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Lawmakers still really, really want to crack iPhones

Apple vs. the FBI was far from the last word on governments trying to beat encryption—and now the Justice Department is making another push to make it happen.

Still desperate: Forbes reports that police are using dead people’s fingerprints to unlock smartphones. Motherboard says the State Department purchased a $15,000 device from Grayshift, a firm that employs ex-Apple staff, to unlock iPhones.

Renewed interest: The New York Times says the Justice Department is making a new push to force tech firms to build back doors into encrypted devices.

The plan: The newspaper reports that FBI and DoJ officials are “convinced that mechanisms allowing access to the data can be engineered without intolerably weakening the devices’ security against hacking.”

Can that work? With current tech, not really. But a recent report from the National Academy of Sciences and reporting by the Times says that some researchers—including some from Microsoft, UC San Diego, Intel, and MIT—are trying to make it happen. So maybe one day.

Deep Dive

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Uber Autonomous Vehicles parked in a lot
Uber Autonomous Vehicles parked in a lot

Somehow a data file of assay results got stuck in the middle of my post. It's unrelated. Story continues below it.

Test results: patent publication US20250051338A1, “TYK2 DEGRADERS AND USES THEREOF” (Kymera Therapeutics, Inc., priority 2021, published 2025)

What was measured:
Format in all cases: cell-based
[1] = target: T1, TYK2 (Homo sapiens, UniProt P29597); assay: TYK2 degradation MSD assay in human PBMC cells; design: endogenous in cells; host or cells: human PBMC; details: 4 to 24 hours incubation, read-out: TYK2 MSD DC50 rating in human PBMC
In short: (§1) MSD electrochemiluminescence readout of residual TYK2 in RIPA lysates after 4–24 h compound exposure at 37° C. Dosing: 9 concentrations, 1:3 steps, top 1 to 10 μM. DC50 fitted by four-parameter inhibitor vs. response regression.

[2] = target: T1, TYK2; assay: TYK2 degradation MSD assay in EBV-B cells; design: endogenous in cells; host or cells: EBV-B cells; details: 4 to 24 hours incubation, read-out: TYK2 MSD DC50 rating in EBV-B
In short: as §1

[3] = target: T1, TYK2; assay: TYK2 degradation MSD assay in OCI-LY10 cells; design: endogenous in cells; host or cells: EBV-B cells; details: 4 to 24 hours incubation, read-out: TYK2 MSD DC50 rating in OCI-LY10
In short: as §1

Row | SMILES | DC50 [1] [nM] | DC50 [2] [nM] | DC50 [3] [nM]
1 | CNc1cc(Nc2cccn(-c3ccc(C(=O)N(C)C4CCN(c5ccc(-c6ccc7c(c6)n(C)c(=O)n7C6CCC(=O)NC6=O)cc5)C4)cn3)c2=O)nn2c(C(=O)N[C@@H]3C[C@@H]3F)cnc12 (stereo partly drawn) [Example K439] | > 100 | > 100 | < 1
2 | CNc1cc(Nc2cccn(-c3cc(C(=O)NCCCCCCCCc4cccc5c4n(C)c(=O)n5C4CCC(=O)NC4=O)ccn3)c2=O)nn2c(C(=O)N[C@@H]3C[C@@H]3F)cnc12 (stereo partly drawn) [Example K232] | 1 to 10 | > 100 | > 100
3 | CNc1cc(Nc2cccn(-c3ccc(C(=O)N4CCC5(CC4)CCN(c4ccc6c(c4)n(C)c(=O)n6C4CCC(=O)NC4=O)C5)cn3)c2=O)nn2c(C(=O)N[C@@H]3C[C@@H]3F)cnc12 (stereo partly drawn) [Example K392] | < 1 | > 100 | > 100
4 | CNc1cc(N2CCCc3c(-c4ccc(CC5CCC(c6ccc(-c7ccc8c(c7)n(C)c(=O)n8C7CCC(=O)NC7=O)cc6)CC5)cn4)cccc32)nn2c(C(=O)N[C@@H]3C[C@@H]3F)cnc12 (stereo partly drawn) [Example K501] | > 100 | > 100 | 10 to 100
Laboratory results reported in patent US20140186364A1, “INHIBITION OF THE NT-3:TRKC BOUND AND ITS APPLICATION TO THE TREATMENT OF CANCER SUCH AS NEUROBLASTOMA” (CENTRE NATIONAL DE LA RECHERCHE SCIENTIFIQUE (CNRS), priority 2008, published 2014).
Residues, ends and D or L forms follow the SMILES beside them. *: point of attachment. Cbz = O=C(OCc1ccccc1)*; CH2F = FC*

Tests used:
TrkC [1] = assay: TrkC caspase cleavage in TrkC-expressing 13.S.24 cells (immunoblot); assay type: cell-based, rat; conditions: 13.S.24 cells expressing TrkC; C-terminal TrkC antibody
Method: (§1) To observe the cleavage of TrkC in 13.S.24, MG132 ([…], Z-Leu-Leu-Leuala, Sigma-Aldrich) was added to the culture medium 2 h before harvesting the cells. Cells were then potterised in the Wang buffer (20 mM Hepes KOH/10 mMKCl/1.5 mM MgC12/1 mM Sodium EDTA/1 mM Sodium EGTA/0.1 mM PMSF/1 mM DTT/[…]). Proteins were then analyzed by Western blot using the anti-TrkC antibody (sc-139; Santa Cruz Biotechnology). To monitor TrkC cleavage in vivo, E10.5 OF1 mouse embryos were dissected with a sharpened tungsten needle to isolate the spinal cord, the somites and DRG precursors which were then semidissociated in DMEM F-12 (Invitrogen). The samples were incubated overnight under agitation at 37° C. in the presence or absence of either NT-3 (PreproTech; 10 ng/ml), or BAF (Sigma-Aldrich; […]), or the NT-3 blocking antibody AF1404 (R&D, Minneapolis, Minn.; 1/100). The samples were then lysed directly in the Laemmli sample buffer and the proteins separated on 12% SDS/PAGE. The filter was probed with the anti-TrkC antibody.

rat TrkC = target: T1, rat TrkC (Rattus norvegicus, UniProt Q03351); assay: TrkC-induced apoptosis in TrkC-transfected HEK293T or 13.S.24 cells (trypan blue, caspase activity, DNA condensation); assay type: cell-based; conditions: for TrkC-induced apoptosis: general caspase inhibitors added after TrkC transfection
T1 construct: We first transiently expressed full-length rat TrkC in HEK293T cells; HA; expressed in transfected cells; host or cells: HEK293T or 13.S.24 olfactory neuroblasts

It will soon be easy for self-driving cars to hide in plain sight. We shouldn’t let them.

If they ever hit our roads for real, other drivers need to know exactly what they are.

stock art of market data
stock art of market data

Maximize business value with data-driven strategies

Every organization is now collecting data, but few are truly data driven. Here are five ways data can transform your business.

Cryptocurrency fuels new business opportunities

As adoption of digital assets accelerates, companies are investing in innovative products and services.

Mifiprex pill
Mifiprex pill

Where to get abortion pills and how to use them

New US restrictions could turn abortion into do-it-yourself medicine, but there might be legal risks.

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Illustration by Rose WongIllustration by Rose Wong

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